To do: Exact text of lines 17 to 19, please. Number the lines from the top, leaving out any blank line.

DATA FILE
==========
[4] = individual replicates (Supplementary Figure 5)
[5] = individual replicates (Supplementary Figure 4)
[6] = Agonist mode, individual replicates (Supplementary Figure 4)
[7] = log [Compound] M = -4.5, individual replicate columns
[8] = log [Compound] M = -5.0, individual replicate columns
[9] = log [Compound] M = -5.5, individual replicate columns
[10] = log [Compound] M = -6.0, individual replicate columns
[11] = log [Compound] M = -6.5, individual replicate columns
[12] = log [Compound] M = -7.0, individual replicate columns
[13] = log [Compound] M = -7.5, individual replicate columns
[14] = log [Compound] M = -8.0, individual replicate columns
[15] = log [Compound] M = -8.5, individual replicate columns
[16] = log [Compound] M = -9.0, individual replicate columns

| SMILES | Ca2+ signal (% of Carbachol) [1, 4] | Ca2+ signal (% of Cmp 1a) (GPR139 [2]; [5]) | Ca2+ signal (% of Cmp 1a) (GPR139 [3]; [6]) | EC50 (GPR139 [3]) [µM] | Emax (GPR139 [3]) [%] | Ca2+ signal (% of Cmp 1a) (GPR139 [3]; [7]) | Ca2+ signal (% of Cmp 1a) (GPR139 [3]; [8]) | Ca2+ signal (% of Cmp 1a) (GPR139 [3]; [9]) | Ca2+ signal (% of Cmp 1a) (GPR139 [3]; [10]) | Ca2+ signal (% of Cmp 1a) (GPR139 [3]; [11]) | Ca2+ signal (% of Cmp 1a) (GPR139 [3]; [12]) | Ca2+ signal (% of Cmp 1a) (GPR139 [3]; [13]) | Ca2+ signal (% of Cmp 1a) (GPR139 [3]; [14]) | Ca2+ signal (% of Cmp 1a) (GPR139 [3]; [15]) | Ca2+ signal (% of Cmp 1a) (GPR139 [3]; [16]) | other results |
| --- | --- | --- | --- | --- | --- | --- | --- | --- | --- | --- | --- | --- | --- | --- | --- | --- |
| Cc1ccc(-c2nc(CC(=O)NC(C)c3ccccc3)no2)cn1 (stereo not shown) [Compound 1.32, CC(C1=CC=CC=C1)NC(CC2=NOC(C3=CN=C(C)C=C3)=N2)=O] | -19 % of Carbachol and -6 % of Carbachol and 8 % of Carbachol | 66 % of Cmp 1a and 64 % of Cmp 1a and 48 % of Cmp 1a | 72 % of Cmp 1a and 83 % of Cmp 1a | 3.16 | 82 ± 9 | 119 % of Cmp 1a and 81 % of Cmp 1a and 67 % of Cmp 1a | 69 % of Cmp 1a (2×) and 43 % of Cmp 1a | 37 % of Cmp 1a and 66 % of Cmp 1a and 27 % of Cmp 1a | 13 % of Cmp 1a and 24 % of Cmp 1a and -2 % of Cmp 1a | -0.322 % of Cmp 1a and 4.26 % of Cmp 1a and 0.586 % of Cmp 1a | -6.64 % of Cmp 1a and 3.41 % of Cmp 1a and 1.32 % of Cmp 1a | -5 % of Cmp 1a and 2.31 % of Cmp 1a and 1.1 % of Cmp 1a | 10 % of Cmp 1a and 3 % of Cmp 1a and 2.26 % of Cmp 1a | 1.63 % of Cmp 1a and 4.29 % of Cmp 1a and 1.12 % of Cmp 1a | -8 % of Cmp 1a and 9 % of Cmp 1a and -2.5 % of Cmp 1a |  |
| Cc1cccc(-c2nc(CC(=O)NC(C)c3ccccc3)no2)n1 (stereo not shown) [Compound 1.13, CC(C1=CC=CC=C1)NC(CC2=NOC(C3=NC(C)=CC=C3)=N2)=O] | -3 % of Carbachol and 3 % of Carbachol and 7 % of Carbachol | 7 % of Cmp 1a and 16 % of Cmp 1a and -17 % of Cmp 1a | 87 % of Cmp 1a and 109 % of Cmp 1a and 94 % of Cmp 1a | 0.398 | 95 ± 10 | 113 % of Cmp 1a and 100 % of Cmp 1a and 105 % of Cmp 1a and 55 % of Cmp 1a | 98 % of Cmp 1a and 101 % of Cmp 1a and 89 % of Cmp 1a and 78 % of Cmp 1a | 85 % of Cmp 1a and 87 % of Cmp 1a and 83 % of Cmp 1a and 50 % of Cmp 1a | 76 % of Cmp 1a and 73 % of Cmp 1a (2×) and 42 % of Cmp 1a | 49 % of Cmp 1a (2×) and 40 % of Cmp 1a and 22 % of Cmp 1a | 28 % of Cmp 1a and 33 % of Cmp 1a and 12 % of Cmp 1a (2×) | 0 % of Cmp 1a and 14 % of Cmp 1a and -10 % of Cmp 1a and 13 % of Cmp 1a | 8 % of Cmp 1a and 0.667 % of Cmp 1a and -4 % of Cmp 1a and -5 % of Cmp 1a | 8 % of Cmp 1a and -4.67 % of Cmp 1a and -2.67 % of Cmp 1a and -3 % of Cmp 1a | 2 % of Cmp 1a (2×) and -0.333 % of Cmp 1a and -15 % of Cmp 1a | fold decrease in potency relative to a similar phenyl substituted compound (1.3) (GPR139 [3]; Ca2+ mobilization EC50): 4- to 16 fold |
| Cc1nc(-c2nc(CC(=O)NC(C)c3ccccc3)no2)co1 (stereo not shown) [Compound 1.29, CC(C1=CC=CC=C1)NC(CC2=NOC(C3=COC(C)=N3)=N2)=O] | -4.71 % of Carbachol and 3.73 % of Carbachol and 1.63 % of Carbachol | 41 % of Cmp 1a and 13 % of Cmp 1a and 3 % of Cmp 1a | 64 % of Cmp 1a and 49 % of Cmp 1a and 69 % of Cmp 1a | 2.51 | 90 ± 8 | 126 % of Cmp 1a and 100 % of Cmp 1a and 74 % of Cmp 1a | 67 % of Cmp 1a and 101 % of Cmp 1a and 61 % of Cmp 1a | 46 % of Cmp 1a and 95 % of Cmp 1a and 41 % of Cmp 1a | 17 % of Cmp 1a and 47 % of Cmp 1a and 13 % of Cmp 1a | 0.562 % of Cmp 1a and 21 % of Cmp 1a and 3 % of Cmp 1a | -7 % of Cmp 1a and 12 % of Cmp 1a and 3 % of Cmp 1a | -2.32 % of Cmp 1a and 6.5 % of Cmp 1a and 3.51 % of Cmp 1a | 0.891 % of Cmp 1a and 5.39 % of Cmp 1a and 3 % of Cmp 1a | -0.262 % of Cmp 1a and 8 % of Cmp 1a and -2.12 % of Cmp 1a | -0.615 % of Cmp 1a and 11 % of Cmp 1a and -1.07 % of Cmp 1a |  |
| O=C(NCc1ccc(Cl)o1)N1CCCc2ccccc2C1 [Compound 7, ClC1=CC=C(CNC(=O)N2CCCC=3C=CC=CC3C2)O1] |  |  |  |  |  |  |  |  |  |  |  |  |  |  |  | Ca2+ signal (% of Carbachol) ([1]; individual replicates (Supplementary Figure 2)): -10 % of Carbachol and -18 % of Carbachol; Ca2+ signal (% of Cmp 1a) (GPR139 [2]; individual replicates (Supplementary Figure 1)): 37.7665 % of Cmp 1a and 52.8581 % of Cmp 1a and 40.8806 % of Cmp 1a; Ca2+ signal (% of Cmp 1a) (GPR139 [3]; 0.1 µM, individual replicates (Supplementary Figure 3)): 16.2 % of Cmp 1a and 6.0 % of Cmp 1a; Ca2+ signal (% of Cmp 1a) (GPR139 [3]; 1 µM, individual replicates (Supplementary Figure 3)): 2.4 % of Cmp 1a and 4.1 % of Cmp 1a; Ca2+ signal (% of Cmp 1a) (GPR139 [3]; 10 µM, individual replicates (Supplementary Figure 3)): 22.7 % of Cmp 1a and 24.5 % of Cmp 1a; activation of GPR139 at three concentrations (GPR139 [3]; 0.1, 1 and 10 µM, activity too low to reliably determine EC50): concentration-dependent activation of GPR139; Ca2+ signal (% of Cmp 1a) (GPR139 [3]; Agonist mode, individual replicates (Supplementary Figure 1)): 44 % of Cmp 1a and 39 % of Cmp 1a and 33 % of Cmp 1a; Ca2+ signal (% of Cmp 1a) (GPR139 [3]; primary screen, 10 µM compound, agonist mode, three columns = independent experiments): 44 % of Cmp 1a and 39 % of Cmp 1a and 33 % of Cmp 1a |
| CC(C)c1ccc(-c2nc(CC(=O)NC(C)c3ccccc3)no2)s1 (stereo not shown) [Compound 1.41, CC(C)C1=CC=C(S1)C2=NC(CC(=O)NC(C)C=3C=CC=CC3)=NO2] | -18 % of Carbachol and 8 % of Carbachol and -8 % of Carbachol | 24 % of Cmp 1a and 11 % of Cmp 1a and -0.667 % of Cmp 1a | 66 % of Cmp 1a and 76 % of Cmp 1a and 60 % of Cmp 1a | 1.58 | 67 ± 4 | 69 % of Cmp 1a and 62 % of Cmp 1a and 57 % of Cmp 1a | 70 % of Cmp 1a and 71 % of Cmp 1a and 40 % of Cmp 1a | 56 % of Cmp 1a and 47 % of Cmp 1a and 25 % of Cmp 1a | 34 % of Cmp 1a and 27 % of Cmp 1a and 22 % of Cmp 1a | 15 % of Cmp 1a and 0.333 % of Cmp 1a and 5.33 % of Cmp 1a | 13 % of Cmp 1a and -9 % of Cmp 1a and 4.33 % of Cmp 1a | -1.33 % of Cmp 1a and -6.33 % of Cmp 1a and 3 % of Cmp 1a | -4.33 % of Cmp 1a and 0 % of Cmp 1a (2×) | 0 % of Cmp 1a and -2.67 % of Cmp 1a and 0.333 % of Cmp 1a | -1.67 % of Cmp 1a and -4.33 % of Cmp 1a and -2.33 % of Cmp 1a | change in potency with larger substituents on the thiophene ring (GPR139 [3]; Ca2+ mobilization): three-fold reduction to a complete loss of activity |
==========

| Cc1cccc(-c2nc(CC(=O)NC(C)c3ccccc3)no2)n1 (stereo not shown) [Compound 1.13, CC(C1=CC=CC=C1)NC(CC2=NOC(C3=NC(C)=CC=C3)=N2)=O] | -3 % of Carbachol and 3 % of Carbachol and 7 % of Carbachol | 7 % of Cmp 1a and 16 % of Cmp 1a and -17 % of Cmp 1a | 87 % of Cmp 1a and 109 % of Cmp 1a and 94 % of Cmp 1a | 0.398 | 95 ± 10 | 113 % of Cmp 1a and 100 % of Cmp 1a and 105 % of Cmp 1a and 55 % of Cmp 1a | 98 % of Cmp 1a and 101 % of Cmp 1a and 89 % of Cmp 1a and 78 % of Cmp 1a | 85 % of Cmp 1a and 87 % of Cmp 1a and 83 % of Cmp 1a and 50 % of Cmp 1a | 76 % of Cmp 1a and 73 % of Cmp 1a (2×) and 42 % of Cmp 1a | 49 % of Cmp 1a (2×) and 40 % of Cmp 1a and 22 % of Cmp 1a | 28 % of Cmp 1a and 33 % of Cmp 1a and 12 % of Cmp 1a (2×) | 0 % of Cmp 1a and 14 % of Cmp 1a and -10 % of Cmp 1a and 13 % of Cmp 1a | 8 % of Cmp 1a and 0.667 % of Cmp 1a and -4 % of Cmp 1a and -5 % of Cmp 1a | 8 % of Cmp 1a and -4.67 % of Cmp 1a and -2.67 % of Cmp 1a and -3 % of Cmp 1a | 2 % of Cmp 1a (2×) and -0.333 % of Cmp 1a and -15 % of Cmp 1a | fold decrease in potency relative to a similar phenyl substituted compound (1.3) (GPR139 [3]; Ca2+ mobilization EC50): 4- to 16 fold |
| Cc1nc(-c2nc(CC(=O)NC(C)c3ccccc3)no2)co1 (stereo not shown) [Compound 1.29, CC(C1=CC=CC=C1)NC(CC2=NOC(C3=COC(C)=N3)=N2)=O] | -4.71 % of Carbachol and 3.73 % of Carbachol and 1.63 % of Carbachol | 41 % of Cmp 1a and 13 % of Cmp 1a and 3 % of Cmp 1a | 64 % of Cmp 1a and 49 % of Cmp 1a and 69 % of Cmp 1a | 2.51 | 90 ± 8 | 126 % of Cmp 1a and 100 % of Cmp 1a and 74 % of Cmp 1a | 67 % of Cmp 1a and 101 % of Cmp 1a and 61 % of Cmp 1a | 46 % of Cmp 1a and 95 % of Cmp 1a and 41 % of Cmp 1a | 17 % of Cmp 1a and 47 % of Cmp 1a and 13 % of Cmp 1a | 0.562 % of Cmp 1a and 21 % of Cmp 1a and 3 % of Cmp 1a | -7 % of Cmp 1a and 12 % of Cmp 1a and 3 % of Cmp 1a | -2.32 % of Cmp 1a and 6.5 % of Cmp 1a and 3.51 % of Cmp 1a | 0.891 % of Cmp 1a and 5.39 % of Cmp 1a and 3 % of Cmp 1a | -0.262 % of Cmp 1a and 8 % of Cmp 1a and -2.12 % of Cmp 1a | -0.615 % of Cmp 1a and 11 % of Cmp 1a and -1.07 % of Cmp 1a |  |
| O=C(NCc1ccc(Cl)o1)N1CCCc2ccccc2C1 [Compound 7, ClC1=CC=C(CNC(=O)N2CCCC=3C=CC=CC3C2)O1] |  |  |  |  |  |  |  |  |  |  |  |  |  |  |  | Ca2+ signal (% of Carbachol) ([1]; individual replicates (Supplementary Figure 2)): -10 % of Carbachol and -18 % of Carbachol; Ca2+ signal (% of Cmp 1a) (GPR139 [2]; individual replicates (Supplementary Figure 1)): 37.7665 % of Cmp 1a and 52.8581 % of Cmp 1a and 40.8806 % of Cmp 1a; Ca2+ signal (% of Cmp 1a) (GPR139 [3]; 0.1 µM, individual replicates (Supplementary Figure 3)): 16.2 % of Cmp 1a and 6.0 % of Cmp 1a; Ca2+ signal (% of Cmp 1a) (GPR139 [3]; 1 µM, individual replicates (Supplementary Figure 3)): 2.4 % of Cmp 1a and 4.1 % of Cmp 1a; Ca2+ signal (% of Cmp 1a) (GPR139 [3]; 10 µM, individual replicates (Supplementary Figure 3)): 22.7 % of Cmp 1a and 24.5 % of Cmp 1a; activation of GPR139 at three concentrations (GPR139 [3]; 0.1, 1 and 10 µM, activity too low to reliably determine EC50): concentration-dependent activation of GPR139; Ca2+ signal (% of Cmp 1a) (GPR139 [3]; Agonist mode, individual replicates (Supplementary Figure 1)): 44 % of Cmp 1a and 39 % of Cmp 1a and 33 % of Cmp 1a; Ca2+ signal (% of Cmp 1a) (GPR139 [3]; primary screen, 10 µM compound, agonist mode, three columns = independent experiments): 44 % of Cmp 1a and 39 % of Cmp 1a and 33 % of Cmp 1a |